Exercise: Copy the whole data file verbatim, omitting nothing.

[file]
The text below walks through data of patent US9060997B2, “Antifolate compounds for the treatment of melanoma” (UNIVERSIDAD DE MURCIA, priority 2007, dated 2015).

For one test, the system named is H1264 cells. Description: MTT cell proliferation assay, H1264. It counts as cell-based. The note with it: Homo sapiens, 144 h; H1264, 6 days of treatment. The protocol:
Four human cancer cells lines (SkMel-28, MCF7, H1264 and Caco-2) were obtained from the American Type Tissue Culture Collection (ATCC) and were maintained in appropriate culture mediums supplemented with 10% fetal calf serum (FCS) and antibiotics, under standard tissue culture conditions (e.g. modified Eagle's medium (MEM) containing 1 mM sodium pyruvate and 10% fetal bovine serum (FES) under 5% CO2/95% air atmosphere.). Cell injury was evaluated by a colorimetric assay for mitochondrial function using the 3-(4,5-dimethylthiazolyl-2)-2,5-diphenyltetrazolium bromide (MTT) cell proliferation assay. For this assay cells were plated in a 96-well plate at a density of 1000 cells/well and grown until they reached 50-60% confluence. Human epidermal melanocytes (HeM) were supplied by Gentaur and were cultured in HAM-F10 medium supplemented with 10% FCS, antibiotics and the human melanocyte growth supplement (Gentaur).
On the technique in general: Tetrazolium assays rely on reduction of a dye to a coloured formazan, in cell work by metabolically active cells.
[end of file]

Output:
The text below walks through data of patent US9060997B2, “Antifolate compounds for the treatment of melanoma” (UNIVERSIDAD DE MURCIA, priority 2007, dated 2015).

For one test, the system named is H1264 cells. Description: MTT cell proliferation assay, H1264. It counts as cell-based. The note with it: Homo sapiens, 144 h; H1264, 6 days of treatment. The protocol:
Four human cancer cells lines (SkMel-28, MCF7, H1264 and Caco-2) were obtained from the American Type Tissue Culture Collection (ATCC) and were maintained in appropriate culture mediums supplemented with 10% fetal calf serum (FCS) and antibiotics, under standard tissue culture conditions (e.g. modified Eagle's medium (MEM) containing 1 mM sodium pyruvate and 10% fetal bovine serum (FES) under 5% CO2/95% air atmosphere.). Cell injury was evaluated by a colorimetric assay for mitochondrial function using the 3-(4,5-dimethylthiazolyl-2)-2,5-diphenyltetrazolium bromide (MTT) cell proliferation assay. For this assay cells were plated in a 96-well plate at a density of 1000 cells/well and grown until they reached 50-60% confluence. Human epidermal melanocytes (HeM) were supplied by Gentaur and were cultured in HAM-F10 medium supplemented with 10% FCS, antibiotics and the human melanocyte growth supplement (Gentaur).
On the technique in general: Tetrazolium assays rely on reduction of a dye to a coloured formazan, in cell work by metabolically active cells.